The argument could be made that the early 90s was Sting’s time. WCW mishandled his first title reign, but that didn’t stop him from having great matches and more success. I thoroughly enjoyed his wars with Vader and his match with Cactus Jack. He has an exciting energy that draws your attention. It’s a shame his run at the top was pushed aside when Hogan arrived, but he will return to that spot soon enough. Let’s hope WCW doesn’t screw it up again. They couldn’t possibly do that—right?
#3 Big Van Vader
When I first started watching wrestling, one of the most impressive things I witnessed was Vader doing a moonsault. I knew then he would be one of my favorites. Everything he did looked believable and brutal. You couldn’t look away when he was on screen. It also helped he was entertaining. His promos were the perfect level of over-the-top.
#2 Owen Hart
Owen was one of those wrestlers who was athletically impressive, but also was able to make you hate him as a heel. He was outstanding at playing the sneaky and annoying pest. He could cut a promo that made you want to see him beaten, but also put a smile on your face. Plus, his matches were amazing. He is also one of those you knew was a genuinely good person outside the ring. I will someday do an entire blog entry about him, but that’s down the line.
#1 Bret Hart
He is one of the four wrestlers who hooked me on wrestling. The others are Flair, Steamboat, and Owen. I put Flair as my #1 in the Best of the 80s, so I had to put Bret as my #1 in the 90s. The early-90s might have been Sting’s time, but the mid-90s was Bret. He is another whose ring work looked so believable. Everything was crisp and well performed. He also knew how to adapt to who he was working against, as we will see in my Rumble ‘95 review.
#5 SuperBrawl II
It started with Pillman/Liger, which is one of the best PPV openers ever. There was also a fun Cactus Jack match and other good to great matches. Plus, they had the amusing ninja stuff with Missy Hyatt and Paul E. The main event was a bit disappointing, but it did see Sting return to the top. Overall, it was a fun PPV.
#4 King of the Ring ‘93
This PPV was a surprising gem in the middle of a lackluster year. We saw multiple Bret Hart matches, including a classic with Mr. Perfect. It also gave us the end of Hulk Hogan’s initial WWF run. So, that’s a memorable moment. The show was a good mix of action and story.
#3 Royal Rumble ‘92
This show is known for the Rumble Match itself, but it’s still a solid event. There is only one bad match and the rest is good to great. The Rumble was packed with big names and included a masterful performance by both Ric Flair and Bobby Heenan on commentary. It’s a highly recommended show, but just skip the Bushwhackers match.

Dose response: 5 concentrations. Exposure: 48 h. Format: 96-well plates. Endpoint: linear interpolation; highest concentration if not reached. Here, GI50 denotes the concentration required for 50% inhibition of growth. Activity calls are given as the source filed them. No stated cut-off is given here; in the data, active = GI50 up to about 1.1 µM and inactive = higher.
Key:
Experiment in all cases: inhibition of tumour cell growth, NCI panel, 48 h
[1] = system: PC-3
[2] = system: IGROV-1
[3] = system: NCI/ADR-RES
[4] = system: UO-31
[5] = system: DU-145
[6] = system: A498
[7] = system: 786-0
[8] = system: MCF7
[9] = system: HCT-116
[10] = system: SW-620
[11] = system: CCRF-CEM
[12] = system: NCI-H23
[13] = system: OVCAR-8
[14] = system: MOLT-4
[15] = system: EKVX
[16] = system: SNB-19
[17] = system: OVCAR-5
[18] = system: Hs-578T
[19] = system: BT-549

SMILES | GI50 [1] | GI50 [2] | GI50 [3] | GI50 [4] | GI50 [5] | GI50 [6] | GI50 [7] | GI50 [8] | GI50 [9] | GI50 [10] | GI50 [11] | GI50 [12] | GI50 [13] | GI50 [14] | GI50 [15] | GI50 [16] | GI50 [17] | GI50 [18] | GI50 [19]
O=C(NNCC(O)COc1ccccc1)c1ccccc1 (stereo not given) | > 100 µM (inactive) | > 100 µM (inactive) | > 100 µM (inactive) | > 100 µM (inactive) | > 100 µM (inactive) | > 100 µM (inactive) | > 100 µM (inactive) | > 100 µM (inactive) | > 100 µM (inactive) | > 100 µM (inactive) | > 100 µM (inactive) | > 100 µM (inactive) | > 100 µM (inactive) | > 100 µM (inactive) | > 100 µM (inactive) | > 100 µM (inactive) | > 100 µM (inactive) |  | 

#2 WrestleMania X
It is basically a two-match show, but those two matches are amazing. Plus, it saw Bret Hart return to the top. The rest of the show isn’t bad and there is a great atmosphere to it. It also helps that it is one of the earliest PPVs I watched. I didn’t see it live, but I did watch it later. As I said before, I have a soft spot for 1994. That brings me to my #1 favorite.
#1 Spring Stampede ‘94
This was the first PPV I watched live. My Uncle had one of those black boxes, so he always watched the events. I had only been watching wrestling for a month or so, so I jumped at the opportunity when my cousin invited me to watch this show. Top to bottom it is a solid PPV. There isn’t an actively bad match on the card and most of them are quite good. It has a good mix of technical clinics and bloody brawls. It’s a great example of variety in wrestling.
The first half of the 90s has been a mixed bag. There have been ups and downs and I know I’m entering a lull in wrestling history. 1995 is going to be tough to cover, but I’m looking forward to it. Sometimes the worst shows can make for the funnest reviews. Lord knows I’m about to cover some stinkers. I’m looking at you, King of the Ring ‘95. However, there is light at the end of the tunnel. Once I get through ‘95, I can cover the nWo, the rise of Stone Cold Steve Austin, and the Attitude Era. It’s going to be fun. Come along for the ride!
I posted a reader challenge on the Facebook page and Twitter. I only got responses on Facebook, but there were some good ones. The challenge was to give me wrong answers as to what was really inside the egg at Survivor Series ‘90. Here are some of the answers.
Donny Stancato said, “Mae Young’s hand child.” (I guess it had to incubate for ten years first.)
Kenneth Park said, “Bruce Hart.” (We could only be so lucky. He’d probably punch his way out of the egg.)
Matthew Dunfee said, “It was me Austin!” (Aw, son of a bitch! I should have known!)
Scott Mullen said, “The Red Rooster’s love child.” (That would make sense, but that’s also deeply disturbing.)
Aaron Beck said, “Shawn Michaels’ lost smile.” (So, that’s where it went!?)
Michael David Hole said, “The Black Scorpion.” (I thought he came down in a spaceship, not an egg.)
Finally, Bradley Lorenz had this great pun, “YOLKazuna.” (That made me chuckle. I love a good pun.)
Thank you for reading. You can like and follow the Facebook page here and the Twitter page here. Also, you can buy t-shirts here. There will be a Black Friday sale going on from Nov. 22nd to Dec. 1st. You can get up to 40% off and some special free giveaways.
My next review will be Royal Rumble ‘95. Look for it this Saturday!